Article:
Folliard, Folk Art and Food
The opportunity to represent an artist for more than 20 years excites Tory Folliard of the Tory Folliard Gallery. This month she exhibits the work of Edward Larson, whom her gallery first featured in 1988. Larson, recipient of a National Endowment for the Arts fellowship grant in 1981, originally was introduced to Wisconsin via his Door County summer studio. Although he currently resides in Santa Fe, N.M., Larson will be returning to the Midwest for the Folliard show "Ed is Good: New Sculptures and Quilts," running May 15 to June 13.
Over the years Larson forged an idiosyncratic style, using reclaimed orange crates, recyclables and found objects in his artwork long before these techniques became fashionable. Although inspired by American Folk Art and incorporating the whirligigs, toy-like forms and fiber art inherent to the genre, Larson reaches beyond this traditional framework. His oversized, suspended fish assembled with sharp teeth and movable jaws resemble vintage lures. Animal figures carry clever witticisms culled from popular culture. Even his quilts, which he designs but sends to expert seamstresses for completion, revolve around a variety of themes depicting sports and film stars, historical events and political icons, all stitched together with wry social commentary. The work displays Larson's sense of humor, applied with a sardonic touch that juxtaposes his playfulness against more serious, contemplative subject matter.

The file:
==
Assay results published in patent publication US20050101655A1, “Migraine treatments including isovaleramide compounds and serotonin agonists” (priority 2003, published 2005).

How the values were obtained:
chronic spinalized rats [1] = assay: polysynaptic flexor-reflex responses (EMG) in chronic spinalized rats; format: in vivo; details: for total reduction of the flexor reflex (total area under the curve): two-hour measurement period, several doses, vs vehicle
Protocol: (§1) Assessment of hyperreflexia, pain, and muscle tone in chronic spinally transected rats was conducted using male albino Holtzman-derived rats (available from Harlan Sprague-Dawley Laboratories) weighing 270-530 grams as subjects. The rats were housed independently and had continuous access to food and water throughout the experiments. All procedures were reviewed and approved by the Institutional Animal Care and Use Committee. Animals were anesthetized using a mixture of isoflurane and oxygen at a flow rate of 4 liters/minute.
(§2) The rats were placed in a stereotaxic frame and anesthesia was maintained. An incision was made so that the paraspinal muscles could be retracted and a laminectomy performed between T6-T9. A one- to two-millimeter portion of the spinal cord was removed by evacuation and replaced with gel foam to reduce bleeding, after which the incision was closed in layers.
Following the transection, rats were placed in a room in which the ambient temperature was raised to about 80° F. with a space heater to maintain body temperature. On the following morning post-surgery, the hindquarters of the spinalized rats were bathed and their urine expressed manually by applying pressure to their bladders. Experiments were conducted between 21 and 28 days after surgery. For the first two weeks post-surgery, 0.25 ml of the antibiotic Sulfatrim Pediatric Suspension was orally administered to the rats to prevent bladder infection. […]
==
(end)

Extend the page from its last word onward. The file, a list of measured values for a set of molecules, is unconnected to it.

Larson illustrates the sheer joy of construction in his sculptures, carving wood into primitive figures or animals and using colorful paint to enhance the artwork with a childlike quality. These characteristics are present in Clown Fish, 72 inches long, and his painted woodwind toy, The Jury Is In, featuring 12 seated men on a tiered bench. Yet several new works explore abstraction, using his familiar reclaimed objects to revisit human forms.
Tory Folliard Gallery's upcoming show presents approximately a dozen of Larson's sculptures and quilts. No formal reception is scheduled, but you can drop by the gallery at leisure to enjoy these intriguing works.
Also opening this week is an exhibit at Carroll University titled "Hungry Planet: What the World Eats," a fascinating traveling photo exhibition comparing the food-related customs of 12 countries. Documented by photojournalist Peter Menzel and writer Faith D'Aluisio, the exhibition contrasts images of America's drive-through eating habits with Mali's waterside markets and Cuba's food-rationing cards, among others. These intriguing photos display discrepancies in the ways we satisfy hunger. The exhibition runs May 15 through Aug. 16 at Carroll University's Humphrey Memorial Chapel and Art Center.